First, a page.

Again, the implication here seems to be that while Asian-American applicants as a group excel at tests, an important factor in admissions, their talents, skills, and other interests tend to be significantly inferior to students of other races, and having them around isn’t as enriching for other students. Given what you know about the vagaries of college admissions, do you think that’s a rigorously reached conclusion, however uncomfortable, or an echo of the prejudicial stereotypes of Asian Americans that are pervasive in society? If the former, you have more faith in the Ivy League than me.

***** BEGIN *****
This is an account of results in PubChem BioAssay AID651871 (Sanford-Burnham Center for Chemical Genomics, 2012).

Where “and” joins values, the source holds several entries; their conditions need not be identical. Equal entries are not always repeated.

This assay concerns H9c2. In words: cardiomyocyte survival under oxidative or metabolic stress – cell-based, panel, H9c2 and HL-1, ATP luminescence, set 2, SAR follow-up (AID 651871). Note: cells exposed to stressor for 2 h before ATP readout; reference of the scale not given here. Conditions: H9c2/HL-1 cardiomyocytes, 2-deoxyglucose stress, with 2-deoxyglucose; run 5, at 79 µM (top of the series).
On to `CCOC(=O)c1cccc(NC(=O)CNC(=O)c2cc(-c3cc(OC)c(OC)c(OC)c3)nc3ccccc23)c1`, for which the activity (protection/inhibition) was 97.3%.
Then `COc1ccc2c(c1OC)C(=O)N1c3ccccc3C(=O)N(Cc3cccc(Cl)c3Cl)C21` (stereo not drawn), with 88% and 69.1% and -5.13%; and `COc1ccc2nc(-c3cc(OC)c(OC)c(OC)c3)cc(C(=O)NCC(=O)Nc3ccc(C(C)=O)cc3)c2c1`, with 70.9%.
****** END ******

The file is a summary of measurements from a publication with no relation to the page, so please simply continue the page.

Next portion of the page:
“Without practices like affirmative action,” Bugarin continues, “admissions officers are constrained to select only those who demonstrate a very narrow set of skills, which is not necessarily what our nation and economy need.” Again, is there any reason to think that Asian Americans are more “narrow” in their skills than folks from other groups? And even if it were so, wouldn’t it emerge from an admissions regime that took all sorts of things into consideration, but explicitly did not factor an applicant’s race into the process?